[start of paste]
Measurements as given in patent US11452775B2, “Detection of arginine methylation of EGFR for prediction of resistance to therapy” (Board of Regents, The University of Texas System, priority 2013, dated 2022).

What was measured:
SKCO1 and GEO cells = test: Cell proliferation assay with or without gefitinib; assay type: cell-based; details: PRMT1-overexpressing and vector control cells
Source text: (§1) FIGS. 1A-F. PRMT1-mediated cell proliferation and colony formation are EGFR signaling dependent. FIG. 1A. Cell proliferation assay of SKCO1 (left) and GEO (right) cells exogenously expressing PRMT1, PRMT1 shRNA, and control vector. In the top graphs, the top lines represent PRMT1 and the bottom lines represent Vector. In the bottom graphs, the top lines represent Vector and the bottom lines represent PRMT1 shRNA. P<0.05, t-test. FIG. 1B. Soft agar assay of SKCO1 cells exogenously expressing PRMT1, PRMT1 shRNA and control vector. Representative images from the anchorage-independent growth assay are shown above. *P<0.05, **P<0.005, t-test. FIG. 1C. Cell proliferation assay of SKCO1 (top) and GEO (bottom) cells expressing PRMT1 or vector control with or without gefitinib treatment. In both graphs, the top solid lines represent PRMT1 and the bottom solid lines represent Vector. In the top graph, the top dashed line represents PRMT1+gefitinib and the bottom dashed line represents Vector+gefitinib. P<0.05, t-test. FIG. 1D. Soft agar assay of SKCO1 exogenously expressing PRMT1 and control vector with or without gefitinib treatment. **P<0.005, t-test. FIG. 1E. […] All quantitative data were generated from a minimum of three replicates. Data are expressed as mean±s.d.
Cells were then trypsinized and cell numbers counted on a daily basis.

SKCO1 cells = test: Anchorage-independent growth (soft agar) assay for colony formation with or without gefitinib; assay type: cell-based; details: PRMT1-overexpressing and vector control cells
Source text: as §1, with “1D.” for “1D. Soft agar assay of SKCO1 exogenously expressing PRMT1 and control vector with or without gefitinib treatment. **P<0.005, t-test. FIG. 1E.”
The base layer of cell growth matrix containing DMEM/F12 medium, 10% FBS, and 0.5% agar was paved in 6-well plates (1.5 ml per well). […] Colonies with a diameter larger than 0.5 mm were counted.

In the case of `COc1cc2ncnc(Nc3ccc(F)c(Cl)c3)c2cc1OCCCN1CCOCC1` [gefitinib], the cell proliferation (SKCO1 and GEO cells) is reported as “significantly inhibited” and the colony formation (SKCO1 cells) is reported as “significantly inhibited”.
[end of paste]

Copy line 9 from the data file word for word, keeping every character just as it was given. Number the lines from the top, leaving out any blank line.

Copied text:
In the case of `COc1cc2ncnc(Nc3ccc(F)c(Cl)c3)c2cc1OCCCN1CCOCC1` [gefitinib], the cell proliferation (SKCO1 and GEO cells) is reported as “significantly inhibited” and the colony formation (SKCO1 cells) is reported as “significantly inhibited”.